Any progress toward taming the slaughter in Syria has to be a good thing. The past two weeks have brought a flurry of diplomatic activity resulting from U.S. Secretary of State John Kerry’s “off-handed” remark that Syrian President Bashar al-Assad could avoid a military strike by turning over his chemical weapons.
Personally, I don’t believe Mr. Kerry’s remarks were off-handed, nor was the reporter’s question that initiated his response spontaneous. The diplomacy that followed, with Russia in an uncharacteristic lead role, was just a little too slick and well co-ordinated over a very short period and multiple time zones. Nevertheless, the result has been mildly encouraging regarding the continued use of chemical weapons in the 2-1/2-year civil war.
Unfortunately, at the same time, the focus has shifted from a conflict that has killed more than 100,000 on both sides, driven two million refugees to neighbouring countries and displaced several million more internally. The daily body count continues to rise, eclipsed by the euphoria surrounding the possible removal of a weapon responsible for perhaps 2,000 of those 100,000 deaths.
Syria’s chemical weapons are more strategic than tactical in their role. The country’s leadership saw them as a deterrent and a potential leveller living beside a nuclear-capable Israel. Although Israel signed the Chemical Weapons Convention, it has yet to ratify it, arousing suspicion that there are chemical stockpiles available if needed.
The challenges associated with destroying or removing 1,000 tonnes of Syrian chemicals, precursors and loaded rockets will be daunting. In 1985, Congress passed a law directing the U.S. Army to destroy its stockpile of 31,000 tonnes of chemical weapons. It didn’t happen.
The Chemical Weapons Convention, introduced in 1993 and effective in 1997, obliged the United States to destroy its stockpile by 2007. But two of the high-tech facilities being built to complete the task have yet to be completed. The new completion date for the final 10 per cent to be destroyed is 2023, and the estimated cost for the entire project is estimated at $40-million. (Russia has been doing somewhat better with its stockpile of over 40,000 tonnes. Moscow’s current estimated completion date is 2015.)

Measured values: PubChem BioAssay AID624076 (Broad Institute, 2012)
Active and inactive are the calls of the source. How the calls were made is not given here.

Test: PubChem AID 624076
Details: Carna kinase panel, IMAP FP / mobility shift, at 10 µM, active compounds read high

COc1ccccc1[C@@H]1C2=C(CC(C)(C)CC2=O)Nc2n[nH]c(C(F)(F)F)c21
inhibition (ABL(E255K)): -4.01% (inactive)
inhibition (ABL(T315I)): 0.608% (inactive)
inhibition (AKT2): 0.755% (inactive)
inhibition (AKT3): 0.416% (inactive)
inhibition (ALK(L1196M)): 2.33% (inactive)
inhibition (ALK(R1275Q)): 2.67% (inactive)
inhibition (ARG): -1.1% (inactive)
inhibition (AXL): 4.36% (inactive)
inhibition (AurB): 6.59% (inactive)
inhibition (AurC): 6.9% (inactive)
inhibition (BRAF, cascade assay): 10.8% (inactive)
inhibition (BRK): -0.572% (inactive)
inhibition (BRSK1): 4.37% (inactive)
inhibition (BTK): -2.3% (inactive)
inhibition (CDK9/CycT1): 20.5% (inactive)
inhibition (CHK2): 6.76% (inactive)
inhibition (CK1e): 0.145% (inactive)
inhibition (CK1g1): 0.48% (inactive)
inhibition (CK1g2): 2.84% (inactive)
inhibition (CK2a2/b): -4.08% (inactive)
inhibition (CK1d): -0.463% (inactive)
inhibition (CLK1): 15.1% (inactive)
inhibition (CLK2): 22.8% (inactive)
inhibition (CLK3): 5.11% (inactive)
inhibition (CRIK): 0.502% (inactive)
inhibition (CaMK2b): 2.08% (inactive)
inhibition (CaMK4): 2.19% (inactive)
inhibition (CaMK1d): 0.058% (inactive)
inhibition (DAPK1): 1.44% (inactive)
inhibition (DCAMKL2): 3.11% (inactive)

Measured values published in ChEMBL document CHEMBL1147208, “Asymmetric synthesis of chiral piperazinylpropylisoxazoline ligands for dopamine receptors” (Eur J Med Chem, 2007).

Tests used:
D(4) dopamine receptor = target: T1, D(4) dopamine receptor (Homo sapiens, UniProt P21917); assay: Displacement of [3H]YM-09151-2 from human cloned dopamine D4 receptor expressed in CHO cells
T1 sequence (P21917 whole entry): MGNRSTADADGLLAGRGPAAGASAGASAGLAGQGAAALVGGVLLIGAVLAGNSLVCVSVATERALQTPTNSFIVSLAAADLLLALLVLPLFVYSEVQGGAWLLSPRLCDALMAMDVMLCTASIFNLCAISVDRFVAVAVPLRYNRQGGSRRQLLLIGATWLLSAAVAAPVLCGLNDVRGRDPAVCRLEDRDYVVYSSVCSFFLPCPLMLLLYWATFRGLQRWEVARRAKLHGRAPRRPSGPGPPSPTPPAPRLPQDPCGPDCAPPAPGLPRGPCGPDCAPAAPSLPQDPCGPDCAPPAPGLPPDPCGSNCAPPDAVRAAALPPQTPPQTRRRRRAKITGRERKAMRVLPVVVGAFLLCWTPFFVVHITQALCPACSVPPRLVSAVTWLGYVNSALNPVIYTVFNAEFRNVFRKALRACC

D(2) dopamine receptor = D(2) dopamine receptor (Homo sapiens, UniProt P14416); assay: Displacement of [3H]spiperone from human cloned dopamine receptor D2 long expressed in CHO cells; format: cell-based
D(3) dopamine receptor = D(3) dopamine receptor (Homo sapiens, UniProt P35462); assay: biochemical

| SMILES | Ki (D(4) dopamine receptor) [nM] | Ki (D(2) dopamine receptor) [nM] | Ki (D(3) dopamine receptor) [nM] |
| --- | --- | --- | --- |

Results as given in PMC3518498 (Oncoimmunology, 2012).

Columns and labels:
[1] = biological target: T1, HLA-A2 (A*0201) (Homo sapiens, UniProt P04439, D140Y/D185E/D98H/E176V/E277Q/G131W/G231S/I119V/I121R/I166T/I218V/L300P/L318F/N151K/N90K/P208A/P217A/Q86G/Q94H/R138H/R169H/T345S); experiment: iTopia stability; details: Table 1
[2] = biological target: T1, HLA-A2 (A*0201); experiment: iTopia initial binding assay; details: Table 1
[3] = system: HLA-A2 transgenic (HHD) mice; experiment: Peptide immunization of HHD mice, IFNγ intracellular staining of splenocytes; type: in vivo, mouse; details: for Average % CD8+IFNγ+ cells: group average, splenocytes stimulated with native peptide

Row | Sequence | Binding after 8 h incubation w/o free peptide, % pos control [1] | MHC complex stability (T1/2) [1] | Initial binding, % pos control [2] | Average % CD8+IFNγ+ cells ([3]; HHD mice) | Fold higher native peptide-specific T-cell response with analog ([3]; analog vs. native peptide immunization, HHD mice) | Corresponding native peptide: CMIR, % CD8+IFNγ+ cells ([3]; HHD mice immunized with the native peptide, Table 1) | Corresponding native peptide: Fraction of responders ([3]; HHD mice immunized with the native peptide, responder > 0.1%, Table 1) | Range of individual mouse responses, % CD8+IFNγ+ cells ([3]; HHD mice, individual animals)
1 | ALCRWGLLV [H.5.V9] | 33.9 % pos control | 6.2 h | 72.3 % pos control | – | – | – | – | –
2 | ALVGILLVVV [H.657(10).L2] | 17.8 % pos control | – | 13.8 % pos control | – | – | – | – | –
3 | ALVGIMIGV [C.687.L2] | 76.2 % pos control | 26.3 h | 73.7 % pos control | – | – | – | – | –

Considering the difficulties in dealing with chemical stockpiles during peacetime, the thought of doing so in a country engaged in civil war stretches the imagination. The sites need to be secured yesterday, and it’s highly unlikely that the international community will be able to find the thousands of “boots on the ground” necessary to do so.
Absent such troops, some very brave, unarmed volunteer United Nations monitors will have to be co-located at the various stockpile sites, protected (ironically) by soldiers of the Syrian Army. With no solution to the civil war on the horizon, this precarious arrangement may have a very short shelf life. The window of opportunity for destroying the weapons could easily slam shut.
Even if the sites do get secured under international supervision, the task of destroying or transferring them out of the country will be even more problematic. Destruction is highly technical and complicated, and demands expensive specialized infrastructure that can take years to build. To do this in the middle of a war with no front lines will border on the impossible.
Moving the chemicals out of Syria by road, sea or air is possible, but fraught with risk. Once again, the ongoing fighting complicates such movement – and finding a new home for them is even more challenging still. Jordan, Israel, Iraq, Lebanon and Turkey, which share borders with Syria, are unlikely to want them. Turkey, a member of the North Atlantic Treaty Organization, will come under additional pressure to do so, but considering its current costs in dealing with hundreds of thousands of Syrian refugees, NATO will have to foot the bill – probably at least $1-billion.
In a conflict providing little to no good news, it’s not surprising that a potential agreement to rid Syria of chemical weapons is receiving so much attention. Regrettably, little will actually change on the battlefield.
With no good outcome possible for Washington no matter who wins, the conventional wisdom that an indefinite draw, with many more dead and displaced, ultimately leading to tired participants who ultimately agree to negotiate, is a pretty embarrassing best-case scenario.
Retired major-general Lewis MacKenzie was the first commander of United Nations peacekeeping forces in Sarajevo.